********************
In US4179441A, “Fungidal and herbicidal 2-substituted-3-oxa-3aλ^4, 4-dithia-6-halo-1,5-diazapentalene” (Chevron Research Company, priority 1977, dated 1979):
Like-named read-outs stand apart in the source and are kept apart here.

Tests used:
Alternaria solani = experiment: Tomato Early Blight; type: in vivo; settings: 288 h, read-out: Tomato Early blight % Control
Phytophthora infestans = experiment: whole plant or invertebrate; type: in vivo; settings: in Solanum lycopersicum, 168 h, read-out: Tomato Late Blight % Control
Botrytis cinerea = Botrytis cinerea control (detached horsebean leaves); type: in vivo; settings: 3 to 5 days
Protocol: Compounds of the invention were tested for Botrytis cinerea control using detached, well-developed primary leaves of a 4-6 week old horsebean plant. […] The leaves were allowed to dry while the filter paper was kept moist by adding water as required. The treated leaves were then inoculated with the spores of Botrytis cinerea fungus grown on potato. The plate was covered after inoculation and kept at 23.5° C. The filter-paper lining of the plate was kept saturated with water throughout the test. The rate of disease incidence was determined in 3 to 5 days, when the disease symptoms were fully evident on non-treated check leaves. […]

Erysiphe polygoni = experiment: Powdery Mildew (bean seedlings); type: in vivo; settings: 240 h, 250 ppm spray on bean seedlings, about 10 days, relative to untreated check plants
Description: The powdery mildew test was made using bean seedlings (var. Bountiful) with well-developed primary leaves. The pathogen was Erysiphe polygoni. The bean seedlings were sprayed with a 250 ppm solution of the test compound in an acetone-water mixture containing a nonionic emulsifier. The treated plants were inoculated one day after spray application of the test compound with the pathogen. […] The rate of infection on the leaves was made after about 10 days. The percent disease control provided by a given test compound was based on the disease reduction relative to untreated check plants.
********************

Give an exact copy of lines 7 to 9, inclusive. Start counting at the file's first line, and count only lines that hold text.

Protocol: Compounds of the invention were tested for Botrytis cinerea control using detached, well-developed primary leaves of a 4-6 week old horsebean plant. […] The leaves were allowed to dry while the filter paper was kept moist by adding water as required. The treated leaves were then inoculated with the spores of Botrytis cinerea fungus grown on potato. The plate was covered after inoculation and kept at 23.5° C. The filter-paper lining of the plate was kept saturated with water throughout the test. The rate of disease incidence was determined in 3 to 5 days, when the disease symptoms were fully evident on non-treated check leaves. […]

Erysiphe polygoni = experiment: Powdery Mildew (bean seedlings); type: in vivo; settings: 240 h, 250 ppm spray on bean seedlings, about 10 days, relative to untreated check plants
Description: The powdery mildew test was made using bean seedlings (var. Bountiful) with well-developed primary leaves. The pathogen was Erysiphe polygoni. The bean seedlings were sprayed with a 250 ppm solution of the test compound in an acetone-water mixture containing a nonionic emulsifier. The treated plants were inoculated one day after spray application of the test compound with the pathogen. […] The rate of infection on the leaves was made after about 10 days. The percent disease control provided by a given test compound was based on the disease reduction relative to untreated check plants.